Neo banks are live – but do they live up to the hype?

Neo banks are live – but do they live up to the hype?

Australia’s neo banking market is heating up with 86 400 officially opening its doors today, and neo-rival Xinja receiving its full banking licence from APRA yesterday.

These digital start-ups face an uphill battle to wrestle market share from the big four banks. But are they just marketing hype, or are they putting good deals on the table?’s research team unpacks the latest craze in Australian banking:

Who are the neo banks?

Neo bank

Full banking licence?

Current products


Future products

86 400

Granted 18 July 2019

Transaction account, Savings account

Max savings rate of 2.50% if you deposit $1K per month

Home loans


Granted 9 September 2019

Early offering of transaction account


Deposit accounts and loans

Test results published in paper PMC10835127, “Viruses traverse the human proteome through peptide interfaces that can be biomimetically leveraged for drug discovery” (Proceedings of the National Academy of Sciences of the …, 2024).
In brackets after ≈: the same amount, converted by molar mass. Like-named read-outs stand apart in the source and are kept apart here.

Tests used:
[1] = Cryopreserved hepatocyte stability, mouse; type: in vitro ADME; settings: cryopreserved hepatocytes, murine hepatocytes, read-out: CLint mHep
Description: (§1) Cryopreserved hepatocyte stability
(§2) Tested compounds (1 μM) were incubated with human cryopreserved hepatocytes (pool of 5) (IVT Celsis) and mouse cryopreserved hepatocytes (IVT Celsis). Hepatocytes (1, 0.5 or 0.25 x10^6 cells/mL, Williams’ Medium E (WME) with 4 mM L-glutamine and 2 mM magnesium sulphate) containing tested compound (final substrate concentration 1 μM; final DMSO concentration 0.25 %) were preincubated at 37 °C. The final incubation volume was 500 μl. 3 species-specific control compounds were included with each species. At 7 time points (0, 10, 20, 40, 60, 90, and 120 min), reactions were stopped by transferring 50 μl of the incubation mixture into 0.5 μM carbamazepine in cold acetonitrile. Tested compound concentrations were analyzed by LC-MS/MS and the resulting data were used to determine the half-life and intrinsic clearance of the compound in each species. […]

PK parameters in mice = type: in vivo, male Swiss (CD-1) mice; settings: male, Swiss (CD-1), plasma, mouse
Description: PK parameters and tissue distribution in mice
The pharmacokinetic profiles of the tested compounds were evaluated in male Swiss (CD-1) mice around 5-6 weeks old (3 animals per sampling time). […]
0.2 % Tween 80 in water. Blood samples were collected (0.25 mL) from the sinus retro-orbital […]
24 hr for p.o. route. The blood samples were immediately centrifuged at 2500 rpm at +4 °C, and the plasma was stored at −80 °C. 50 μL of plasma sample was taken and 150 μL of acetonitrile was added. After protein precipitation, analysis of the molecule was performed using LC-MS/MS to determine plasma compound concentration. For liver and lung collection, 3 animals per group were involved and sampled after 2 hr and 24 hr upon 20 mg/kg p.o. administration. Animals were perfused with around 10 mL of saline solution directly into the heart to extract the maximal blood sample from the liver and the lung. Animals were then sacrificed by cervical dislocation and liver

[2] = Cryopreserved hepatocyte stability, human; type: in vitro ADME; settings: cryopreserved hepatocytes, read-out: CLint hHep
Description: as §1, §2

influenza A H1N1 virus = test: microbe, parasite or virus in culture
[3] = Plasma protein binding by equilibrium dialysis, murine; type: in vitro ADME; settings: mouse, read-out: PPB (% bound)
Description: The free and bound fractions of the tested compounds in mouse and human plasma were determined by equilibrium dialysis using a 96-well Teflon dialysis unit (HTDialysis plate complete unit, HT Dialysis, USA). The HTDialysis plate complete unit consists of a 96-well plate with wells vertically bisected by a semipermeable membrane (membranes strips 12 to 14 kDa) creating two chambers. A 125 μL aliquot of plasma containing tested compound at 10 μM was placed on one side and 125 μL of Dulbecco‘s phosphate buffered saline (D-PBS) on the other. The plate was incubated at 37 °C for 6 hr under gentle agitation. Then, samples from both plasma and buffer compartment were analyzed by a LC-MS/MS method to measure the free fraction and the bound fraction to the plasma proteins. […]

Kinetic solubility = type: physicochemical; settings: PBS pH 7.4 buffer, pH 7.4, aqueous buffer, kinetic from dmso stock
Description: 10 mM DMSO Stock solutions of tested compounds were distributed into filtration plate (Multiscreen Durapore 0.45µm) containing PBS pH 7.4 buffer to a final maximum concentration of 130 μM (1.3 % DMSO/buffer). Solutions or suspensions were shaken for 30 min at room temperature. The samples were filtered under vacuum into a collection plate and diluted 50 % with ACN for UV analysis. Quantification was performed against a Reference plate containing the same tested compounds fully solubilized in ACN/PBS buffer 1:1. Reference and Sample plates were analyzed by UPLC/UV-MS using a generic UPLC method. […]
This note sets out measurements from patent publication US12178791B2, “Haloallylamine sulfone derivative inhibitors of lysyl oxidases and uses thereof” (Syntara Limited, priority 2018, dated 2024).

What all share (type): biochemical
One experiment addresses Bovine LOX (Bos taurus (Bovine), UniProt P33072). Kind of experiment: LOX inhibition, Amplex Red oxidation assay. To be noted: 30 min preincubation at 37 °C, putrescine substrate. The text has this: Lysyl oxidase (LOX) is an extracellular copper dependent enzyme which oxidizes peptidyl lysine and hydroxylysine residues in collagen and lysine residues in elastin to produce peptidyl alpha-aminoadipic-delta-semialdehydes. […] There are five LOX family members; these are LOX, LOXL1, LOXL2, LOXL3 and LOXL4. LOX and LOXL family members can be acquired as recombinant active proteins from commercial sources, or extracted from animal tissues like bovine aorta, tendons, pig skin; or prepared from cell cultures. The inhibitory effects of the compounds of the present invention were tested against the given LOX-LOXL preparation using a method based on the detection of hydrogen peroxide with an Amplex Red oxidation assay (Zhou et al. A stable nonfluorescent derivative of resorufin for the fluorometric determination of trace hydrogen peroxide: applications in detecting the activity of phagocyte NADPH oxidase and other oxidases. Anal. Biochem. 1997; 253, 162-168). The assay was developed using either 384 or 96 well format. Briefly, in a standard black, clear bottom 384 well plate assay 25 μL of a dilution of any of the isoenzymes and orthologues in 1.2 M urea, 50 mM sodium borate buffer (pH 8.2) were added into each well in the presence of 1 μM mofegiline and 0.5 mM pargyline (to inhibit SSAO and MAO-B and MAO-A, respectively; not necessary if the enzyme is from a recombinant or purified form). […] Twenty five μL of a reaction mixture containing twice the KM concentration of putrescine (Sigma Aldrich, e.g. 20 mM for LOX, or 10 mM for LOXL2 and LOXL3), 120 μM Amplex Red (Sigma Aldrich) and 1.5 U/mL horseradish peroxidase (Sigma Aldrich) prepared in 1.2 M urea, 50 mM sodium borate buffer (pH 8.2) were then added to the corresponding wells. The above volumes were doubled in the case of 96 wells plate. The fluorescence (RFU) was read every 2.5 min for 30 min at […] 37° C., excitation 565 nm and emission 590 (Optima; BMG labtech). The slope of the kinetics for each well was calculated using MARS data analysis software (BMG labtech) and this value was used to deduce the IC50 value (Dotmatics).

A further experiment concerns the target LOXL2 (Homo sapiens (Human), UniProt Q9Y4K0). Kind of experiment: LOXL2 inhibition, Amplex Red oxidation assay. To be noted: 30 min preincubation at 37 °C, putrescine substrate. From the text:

Granted 24 April 2019

Term deposits

2.00% for terms of 2 years and over.



Using Bendigo and Adelaide Bank licence

Transaction account, Savings account

Max savings rate of 2.50% if you make 5 transactions.



Granted 22 January 2019



Deposit accounts and loans

Q&A with research director, Sally Tindall 

What are neo banks?

Neo banks are digital banks, controlled from your mobile phone typically with a customer service platform within the app. Already at large in the UK, Europe and US, Australia now has three banks offering live products with more to follow. 

Most banks already offer a banking app. What’s the difference?

Neo banks say their advantage is that they have no cumbersome legacy technology, and as a result, they can offer faster, smarter, streamlined banking.

The neo banks also differentiate themselves in their marketing. They’re presenting themselves as the Uber of the banking world in the hope this will resonate with customers fed up with the incumbents.

Are they a threat to the big four banks?